A big part of REST’s ascension into mainstream popularity was a robust ecosystem of enablement tools created by the open-source and vendor community. In fact there’s an entire category of tools called API Management made up of components such as portals, catalogs, gateways and policy/analytics tools. It’s a big piece of the puzzle, and one for which there’s no equivalent in the world of events.
Key Functions of API Management
Enough people have asked me about “API management for events” that I thought I’d break down the value prop of API management platforms and see what it would look like to apply those same capabilities to the eventing world. To that end, let’s dive into what API management does for RESTful APIs.
- API gateways handle the runtime proxying of service requests and responses. They enforce security policies and perform mediation and transformation. They’re typically stateless, a reflection of the fact that REST is an inherently stateless protocol. While useful in the runtime context, API gateways aren’t user-friendly without an API portal.
- API portals are effectively an integrated development environment (IDE) for APIs. They let developers create the API interface definitions using OpenAPI and push them to the gateway. They also generate documentation that supports prospective users’ ability to discover and write applications that utilize the service. Many portals provide a “try me” function that lets users interact with the API before deciding whether or not to write code that consumes it. Finally, API portals manage the lifecycle of APIs, and enable the existence of multiple concurrent versions.
- API policy management: Given an API interface definition, fine-grained security policies can be used to make sure clients have access to invoke APIs and resources they are entitled to, and only those APIs and resources.
- API analytics tools help organizations understand which APIs are most frequently invoked, and who is invoking them. Such information can help organizations focus on the most useful and popular APIs, and potentially monetize them in the case of externally exposed APIs.
When becoming familiar with the world of events, people familiar with these tools very quickly ask what their equivalents are. The answer is complex because the event-driven ecosystem is way less advanced in some regards, so let’s map the API management components to what should exist for this new capability and call it an event management platform.
A Model for Event Management
The world of events introduces a number of things APIs don’t deal with, such as guaranteed delivery which requires both statefulness and persistence, the gateway, portal and policy management/analytics components which still must exist to facilitate development, and discovery and lifecycle management. As such, I’ll explain what each component should do in the context of eventing:
- Event gateway: In the world of events, the role of gateway is played by an event broker – the stateful, runtime infrastructure that supports asynchronous publish/subscribe, queueing and streaming interactions. Just like the API gateway, it enforces security policies and is not inherently developer-friendly in and of itself. But unlike an API Gateway, it does not typically do mediation/transformation since applications and microservices can hang off the event broker and do that work asynchronously (vs. having to do it inline with the request/response like in the API world).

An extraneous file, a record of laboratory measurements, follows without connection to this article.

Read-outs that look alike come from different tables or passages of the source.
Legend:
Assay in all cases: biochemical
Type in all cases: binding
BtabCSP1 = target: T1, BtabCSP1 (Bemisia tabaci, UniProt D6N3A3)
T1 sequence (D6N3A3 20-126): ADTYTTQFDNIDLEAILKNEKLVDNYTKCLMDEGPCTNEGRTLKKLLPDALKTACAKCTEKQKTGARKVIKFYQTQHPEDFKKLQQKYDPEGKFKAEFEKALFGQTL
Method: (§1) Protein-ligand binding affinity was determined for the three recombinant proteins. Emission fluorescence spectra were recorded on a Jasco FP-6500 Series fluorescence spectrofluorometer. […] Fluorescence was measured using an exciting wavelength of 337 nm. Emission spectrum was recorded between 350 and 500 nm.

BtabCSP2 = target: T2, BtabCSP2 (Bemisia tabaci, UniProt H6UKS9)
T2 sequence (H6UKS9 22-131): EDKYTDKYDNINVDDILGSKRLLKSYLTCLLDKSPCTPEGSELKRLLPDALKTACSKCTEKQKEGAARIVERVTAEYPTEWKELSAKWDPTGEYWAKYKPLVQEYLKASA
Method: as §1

- Event portal: Unfortunately there isn’t anything that meets this need today (not even the Kafka Avro Registry), which is bad news for developers and enterprises aspiring to become event-driven given the obvious need to a) define events, b) define the way applications send and react to events, and c) discover events. Ideally, an event portal would let developers and architects easily define events and application interfaces using AsyncAPI, automatically generate documentation that can be used to discover and understand events, and lifecycle manage events with support for change impact analysis.
- Event policy management: Again, not much tooling really exists in this area, even though the ability to understand which events are going to which clients is key from a security and auditing perspective.
- Event analytics: In addition, stats about events and the applications consuming them is incredibly important when designing a client application in the eventing world. Unlike in the API space, where API invocation is handled by the client, event consumers are invoked by the event broker, so you need to know the scale and rate of incoming events to know how to design your app. Finally, just like APIs, it’s important to know which events are being used how much and by which applications to focus your resources on the right events.
Event management platforms that provide functionality and value similar to API management platforms will help the asynchronous eventing paradigm achieve the same level of prominence as API-led initiatives. APIs aren’t going anywhere, of course, they’re still ideal for many use cases. But as a developer or architect you should be able to use the right pattern (command, query or event) and protocol (HTTP, AMQP, MQTT, REST, WebSocket) for every use case. Event management will also accelerate development cycles and eliminate the need to build and train dedicated development teams that specialize in event-driven interactions.
Solace recognizes the need for and potential value of event management, and is working to accelerate and simplify the entire event lifecycle, from design and development right through operation. It’s innovative, disruptive, and customer-centric, and it’s the right thing to do!